My wife and I were starting to watch a Netflix series when I said: “This looks familiar. Have we seen it before?”

“I’m not sure, Dick. But if we have seen it, I don’t want to watch another eight episodes. That would be a big waste of time.”

“But I don’t remember how it ends, so why not watch it anyway?”

We were faced with a big decision to rewatch or not watch. We chose to move on to another show, this one with eight episodes for each of three seasons. We watched three episodes and once again, we were puzzled. “I know we’ve seen this, Dick,” said Mary Ellen as the woman in the scene steps to the edge of the cliff to consider taking her life.

“Okay, Mary Ellen, if we saw this already, tell me: does she jump or not?”

“Oh, I have no idea, but I could never forget that cute turquoise blouse she’s wearing.”

A few weeks ago we were watching a movie starring George Clooney. My wife is a big fan, so when I said in the first few minutes that I was certain we had watched it before, she went into complete denial, hoping to convince me to view the entire movie again. I didn’t mind. I remember how one guy in the flick had thinning gray hair like mine and I loved how he combed it. A guy doesn’t forget something like that. But did he turn out to be the real serial killer? I had no memory of that.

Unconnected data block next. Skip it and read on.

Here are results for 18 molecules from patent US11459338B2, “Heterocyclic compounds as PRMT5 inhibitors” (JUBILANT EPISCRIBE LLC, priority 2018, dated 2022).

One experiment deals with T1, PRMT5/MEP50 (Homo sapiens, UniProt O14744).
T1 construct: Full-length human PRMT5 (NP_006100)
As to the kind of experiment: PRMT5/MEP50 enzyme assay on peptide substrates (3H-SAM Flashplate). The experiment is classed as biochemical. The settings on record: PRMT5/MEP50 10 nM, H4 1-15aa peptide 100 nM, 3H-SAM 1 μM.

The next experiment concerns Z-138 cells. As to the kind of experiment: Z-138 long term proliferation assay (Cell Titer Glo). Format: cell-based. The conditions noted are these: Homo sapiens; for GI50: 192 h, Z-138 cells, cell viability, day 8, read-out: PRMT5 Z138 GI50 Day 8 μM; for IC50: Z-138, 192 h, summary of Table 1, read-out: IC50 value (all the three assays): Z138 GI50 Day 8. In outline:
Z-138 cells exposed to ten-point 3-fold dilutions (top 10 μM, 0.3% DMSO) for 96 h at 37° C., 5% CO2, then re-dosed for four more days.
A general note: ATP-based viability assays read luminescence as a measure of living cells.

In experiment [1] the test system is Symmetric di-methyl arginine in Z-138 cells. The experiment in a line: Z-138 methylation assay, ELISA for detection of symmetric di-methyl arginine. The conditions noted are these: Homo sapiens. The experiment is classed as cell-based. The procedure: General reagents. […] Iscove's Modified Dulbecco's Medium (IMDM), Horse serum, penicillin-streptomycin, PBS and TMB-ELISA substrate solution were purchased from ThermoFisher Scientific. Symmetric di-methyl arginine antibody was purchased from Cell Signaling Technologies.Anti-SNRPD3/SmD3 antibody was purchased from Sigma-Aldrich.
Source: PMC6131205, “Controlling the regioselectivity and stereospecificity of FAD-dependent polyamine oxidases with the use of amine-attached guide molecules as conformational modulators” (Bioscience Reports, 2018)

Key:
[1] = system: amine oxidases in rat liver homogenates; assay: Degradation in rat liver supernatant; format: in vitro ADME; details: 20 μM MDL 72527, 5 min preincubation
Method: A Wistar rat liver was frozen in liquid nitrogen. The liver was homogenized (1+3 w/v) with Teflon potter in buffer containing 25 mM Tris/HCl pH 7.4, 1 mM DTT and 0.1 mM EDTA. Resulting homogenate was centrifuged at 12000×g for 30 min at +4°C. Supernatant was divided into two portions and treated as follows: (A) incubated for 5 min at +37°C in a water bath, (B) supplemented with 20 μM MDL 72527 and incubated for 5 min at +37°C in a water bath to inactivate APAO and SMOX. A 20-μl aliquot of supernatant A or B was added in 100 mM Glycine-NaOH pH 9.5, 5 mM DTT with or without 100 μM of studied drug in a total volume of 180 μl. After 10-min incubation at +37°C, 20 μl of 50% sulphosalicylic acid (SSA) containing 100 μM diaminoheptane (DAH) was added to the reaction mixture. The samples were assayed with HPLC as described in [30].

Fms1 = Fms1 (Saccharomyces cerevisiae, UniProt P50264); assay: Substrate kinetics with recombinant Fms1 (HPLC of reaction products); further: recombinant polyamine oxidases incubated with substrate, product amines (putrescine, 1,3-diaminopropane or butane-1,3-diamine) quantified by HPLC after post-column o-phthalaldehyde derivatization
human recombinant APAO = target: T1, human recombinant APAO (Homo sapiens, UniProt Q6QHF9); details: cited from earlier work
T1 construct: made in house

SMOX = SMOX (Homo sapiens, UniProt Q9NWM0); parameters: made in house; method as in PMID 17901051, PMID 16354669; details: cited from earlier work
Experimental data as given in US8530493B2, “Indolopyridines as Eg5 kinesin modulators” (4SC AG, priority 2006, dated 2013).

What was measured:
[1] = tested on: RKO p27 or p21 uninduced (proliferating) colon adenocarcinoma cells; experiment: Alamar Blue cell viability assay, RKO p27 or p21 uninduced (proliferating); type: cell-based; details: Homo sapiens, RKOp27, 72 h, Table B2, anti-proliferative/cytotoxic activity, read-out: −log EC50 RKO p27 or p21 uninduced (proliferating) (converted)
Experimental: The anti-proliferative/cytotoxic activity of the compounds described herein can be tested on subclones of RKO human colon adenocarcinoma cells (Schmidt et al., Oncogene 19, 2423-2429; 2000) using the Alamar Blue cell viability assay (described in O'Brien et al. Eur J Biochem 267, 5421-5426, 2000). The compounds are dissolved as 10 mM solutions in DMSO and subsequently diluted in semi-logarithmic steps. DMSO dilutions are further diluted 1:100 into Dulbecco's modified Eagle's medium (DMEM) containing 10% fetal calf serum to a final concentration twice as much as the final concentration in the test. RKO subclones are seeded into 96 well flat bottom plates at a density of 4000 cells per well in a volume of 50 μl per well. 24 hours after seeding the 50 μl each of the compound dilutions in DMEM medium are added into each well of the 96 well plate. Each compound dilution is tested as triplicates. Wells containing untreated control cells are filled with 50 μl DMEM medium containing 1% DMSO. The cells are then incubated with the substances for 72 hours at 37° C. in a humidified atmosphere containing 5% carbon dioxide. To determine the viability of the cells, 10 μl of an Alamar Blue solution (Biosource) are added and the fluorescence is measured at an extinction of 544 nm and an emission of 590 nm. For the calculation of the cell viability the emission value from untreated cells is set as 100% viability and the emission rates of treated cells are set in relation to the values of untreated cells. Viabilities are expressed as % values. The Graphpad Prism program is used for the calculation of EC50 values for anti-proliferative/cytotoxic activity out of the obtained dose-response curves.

This is not the only case for one or both of us forgetting unforgettable moments. After Mary Ellen and I had been married for six years, we were reminiscing about how we first met. In the course of the conversation, we realized we had actually met three years earlier than we thought, when we sat next to each other in a restaurant with mutual friends, then shared a cab back to our respective apartments. She’d have remembered me if I looked like George Clooney, and I’d have remembered her if she had jumped off a cliff after dessert.

But back to movies. Last week we were searching for some light entertainment. A few minutes in, I said to Mary Ellen, “I am 100 percent positive we have seen this. I recognize that guy.”

“Of course you do. That’s Mr. Potato Head. This is Toy Story 2.”

“He looks a little different than I remember.”

“He was also in the first Toy Story, Dick. But he had a different nose.”

And finally, our current viewing includes a British series called Unforgotten, which is ironic because we apparently had not unforgotten it. That was a complicated double negative, but Heidi, my proofreader, is on vacation, so I can get away with it. After three episodes, we both knew we had seen it before, and again we debated whether to finish it. We must have watched it when we lived in our previous home, when we had a much smaller TV, a lousy popcorn maker and a worn-out sofa. So we watched every episode all over again and totally enjoyed it. Location. Location. Location.

We have now decided to start keeping a log of what movies and series we watch, which ones we liked and those we didn’t. Mary Ellen is keeping track of plot and character development as well as the big stars in each production. I’m on the lookout for actors who know how to effectively comb thinning hair.

Dick Wolfsie is a former Indianapolis TV personality.

Dick Wolfsie is a former Indianapolis TV personality.